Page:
Generation A is one where we take ownership of who we are. It is a generation where we create our own narratives, tell our own stories, and design spaces for us and by us. We are the future generation of APIA leadership.”

MAASU Poster

Identity Crisis

Before jumping into my reflection and insight, I want to briefly talk about a concept that is especially popular in the field of Psychology which is the state of identity crisis. According to Merriam-Webster, identity crisis is “a feeling of unhappiness and confusion caused by not being sure about what type of person you really are or what the true purpose of your life is.” I mention this because my assumption is that almost every, if not all, college students will experience this at one point or another during their college career. In my two previous posts, this was especially true as I struggled and fell into a state of confusion to figure out how my personal identity, specifically my racial identity, plays a part in the campus community and society as a whole.

MAASU Reflection

This year I was fortunate enough to attend the MAASU conference with 33 of my peers which turned out to be a remarkable experience for many of us. Though I have attended two MAASU Spring Conferences prior to this year, it isn’t until now that I am able to completely embrace my identity with full confidence.  It is true that I have always embraced my identity, but I feel as if there was always a missing piece to the puzzle, or that it wasn’t real or complete. What I took out from this year’s conference then and how it impacted me so tremendously was that it made me realize how important and precious my APIA identity really is.  As I walked around the Twin Cities campus during the conference, I was able to witness a sense of unity among my APIA peers from different parts of the region. With every workshop related to APIA topics and issues, I finally feel as if my identity and history is valid and that there is deep value in learning about the people, traditions, and culture of the APIA community. Growing up as a student of color, never did I learn anything pertaining to Asian American history or about the accomplishments that APIA leaders were able to achieve and because of this it forced me to deny a part of my identity as I had to assimilate to the majority. With MAASU, it was one full weekend that was dedicated to this piece that I, along with many others kept locked away for so long. For once, there is this sense of recognition and acknowledgement that we matter and that our existence matters.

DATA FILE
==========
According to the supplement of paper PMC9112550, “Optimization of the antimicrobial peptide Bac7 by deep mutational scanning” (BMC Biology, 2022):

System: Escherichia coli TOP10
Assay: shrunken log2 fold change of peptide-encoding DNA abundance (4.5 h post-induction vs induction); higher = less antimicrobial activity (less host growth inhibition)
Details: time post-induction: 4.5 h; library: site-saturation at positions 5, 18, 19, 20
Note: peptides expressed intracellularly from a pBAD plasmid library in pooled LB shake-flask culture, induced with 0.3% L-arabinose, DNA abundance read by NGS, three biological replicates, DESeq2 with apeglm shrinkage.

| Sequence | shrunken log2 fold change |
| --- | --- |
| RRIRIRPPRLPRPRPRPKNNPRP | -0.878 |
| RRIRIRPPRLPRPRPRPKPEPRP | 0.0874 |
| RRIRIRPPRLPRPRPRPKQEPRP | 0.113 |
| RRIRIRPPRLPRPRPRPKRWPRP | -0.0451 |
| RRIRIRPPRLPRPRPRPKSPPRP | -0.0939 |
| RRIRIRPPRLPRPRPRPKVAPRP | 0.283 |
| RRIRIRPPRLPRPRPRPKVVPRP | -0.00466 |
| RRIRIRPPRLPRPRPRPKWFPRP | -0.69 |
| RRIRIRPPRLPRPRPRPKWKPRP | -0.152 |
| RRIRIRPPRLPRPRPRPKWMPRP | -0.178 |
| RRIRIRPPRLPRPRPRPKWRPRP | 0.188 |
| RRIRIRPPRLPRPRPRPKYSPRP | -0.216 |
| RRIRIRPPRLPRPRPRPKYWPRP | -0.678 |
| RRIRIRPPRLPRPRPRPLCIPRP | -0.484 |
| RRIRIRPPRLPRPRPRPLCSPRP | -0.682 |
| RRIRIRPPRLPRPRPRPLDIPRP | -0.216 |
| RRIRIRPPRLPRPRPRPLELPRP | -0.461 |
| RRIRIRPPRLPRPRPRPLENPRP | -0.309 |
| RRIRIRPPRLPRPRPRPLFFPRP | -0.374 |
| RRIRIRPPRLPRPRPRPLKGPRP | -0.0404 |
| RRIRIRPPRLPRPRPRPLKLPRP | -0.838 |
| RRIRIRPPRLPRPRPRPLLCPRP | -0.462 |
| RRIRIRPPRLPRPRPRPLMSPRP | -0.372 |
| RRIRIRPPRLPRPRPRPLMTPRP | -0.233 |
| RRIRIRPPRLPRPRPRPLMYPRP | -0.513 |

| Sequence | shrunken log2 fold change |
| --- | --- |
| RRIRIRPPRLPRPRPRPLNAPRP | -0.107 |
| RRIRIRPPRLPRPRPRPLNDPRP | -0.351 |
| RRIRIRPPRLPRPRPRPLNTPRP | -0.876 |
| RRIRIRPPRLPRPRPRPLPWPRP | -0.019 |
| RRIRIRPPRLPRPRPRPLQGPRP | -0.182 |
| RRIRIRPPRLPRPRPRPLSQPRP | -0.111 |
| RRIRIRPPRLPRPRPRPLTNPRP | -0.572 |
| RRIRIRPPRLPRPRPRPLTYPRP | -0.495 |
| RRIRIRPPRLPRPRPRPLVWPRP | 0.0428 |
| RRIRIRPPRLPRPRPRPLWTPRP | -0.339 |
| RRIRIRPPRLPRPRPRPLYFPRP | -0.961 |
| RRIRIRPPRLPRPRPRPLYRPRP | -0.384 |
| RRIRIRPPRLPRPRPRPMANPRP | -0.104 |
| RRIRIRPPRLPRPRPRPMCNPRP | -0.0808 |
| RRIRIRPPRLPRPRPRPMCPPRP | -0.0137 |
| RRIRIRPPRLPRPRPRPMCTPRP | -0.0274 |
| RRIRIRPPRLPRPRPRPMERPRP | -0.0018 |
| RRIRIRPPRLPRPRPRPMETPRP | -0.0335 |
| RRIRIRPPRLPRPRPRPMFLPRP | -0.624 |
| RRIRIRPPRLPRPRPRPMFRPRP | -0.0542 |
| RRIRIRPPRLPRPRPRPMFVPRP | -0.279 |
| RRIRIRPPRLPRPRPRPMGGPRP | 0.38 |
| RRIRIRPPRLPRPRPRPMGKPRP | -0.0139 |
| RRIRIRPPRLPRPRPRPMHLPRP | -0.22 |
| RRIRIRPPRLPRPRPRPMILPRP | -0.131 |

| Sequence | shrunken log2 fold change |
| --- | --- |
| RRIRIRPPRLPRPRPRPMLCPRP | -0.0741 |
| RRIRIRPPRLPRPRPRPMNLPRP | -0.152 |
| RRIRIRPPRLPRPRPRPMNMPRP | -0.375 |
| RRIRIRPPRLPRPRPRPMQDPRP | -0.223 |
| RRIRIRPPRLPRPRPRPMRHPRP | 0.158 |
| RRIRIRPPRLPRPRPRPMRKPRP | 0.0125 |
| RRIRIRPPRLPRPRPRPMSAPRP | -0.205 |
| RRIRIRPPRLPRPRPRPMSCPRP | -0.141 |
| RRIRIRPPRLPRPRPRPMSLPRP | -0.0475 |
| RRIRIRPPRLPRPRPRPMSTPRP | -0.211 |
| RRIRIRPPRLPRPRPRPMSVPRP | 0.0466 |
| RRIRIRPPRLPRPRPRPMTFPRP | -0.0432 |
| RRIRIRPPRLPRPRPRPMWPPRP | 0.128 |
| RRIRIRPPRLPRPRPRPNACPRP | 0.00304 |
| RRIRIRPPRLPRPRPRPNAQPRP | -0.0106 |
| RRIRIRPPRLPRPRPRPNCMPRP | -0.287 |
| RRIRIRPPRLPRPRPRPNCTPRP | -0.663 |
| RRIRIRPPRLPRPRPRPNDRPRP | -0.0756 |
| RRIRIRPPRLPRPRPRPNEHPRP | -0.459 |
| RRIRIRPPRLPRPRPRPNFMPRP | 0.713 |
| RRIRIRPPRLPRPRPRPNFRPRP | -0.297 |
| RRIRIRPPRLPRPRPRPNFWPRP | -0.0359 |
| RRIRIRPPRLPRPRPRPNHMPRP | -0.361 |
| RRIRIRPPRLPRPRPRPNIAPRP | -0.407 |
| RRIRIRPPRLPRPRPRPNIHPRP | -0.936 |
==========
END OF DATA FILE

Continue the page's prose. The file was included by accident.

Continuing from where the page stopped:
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UMD Asian Pacific American Association & Hmong Living in Unity & Balance students at the MAASU 2016 Spring Conference.

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UMD Asian Pacific American Association & Hmong Living in Unity & Balance students at the MAASU 2016 Banquet.

Moving Forward

As I have finally achieved or acquired this state of enlightenment and self-actualization, I hope to help others in doing so as well in the future. In addition, I want to become a learner and a teacher, one who is able to learn more about this identity and teach it to those who never had a chance to learn about it. With this, my hope is to do what the conference has done for me, which is to create a sense of validity and importance in the APIA identity and history. Furthermore, I hope to break away from the stereotypes that are placed upon me because of the color of my skin or my physical features. In the end, my ultimate goal before I leave UMD is to have my peers and friends to achieve and acquire this state of enlightenment and self-actualization and to fully embrace their identity with a whole sense of they really are. Even if it is just one, I will be content with my efforts. With that being said, I wish you all well for the rest of finals week and Happy Asian Pacific American Heritage Month!  

Of Possible Interest: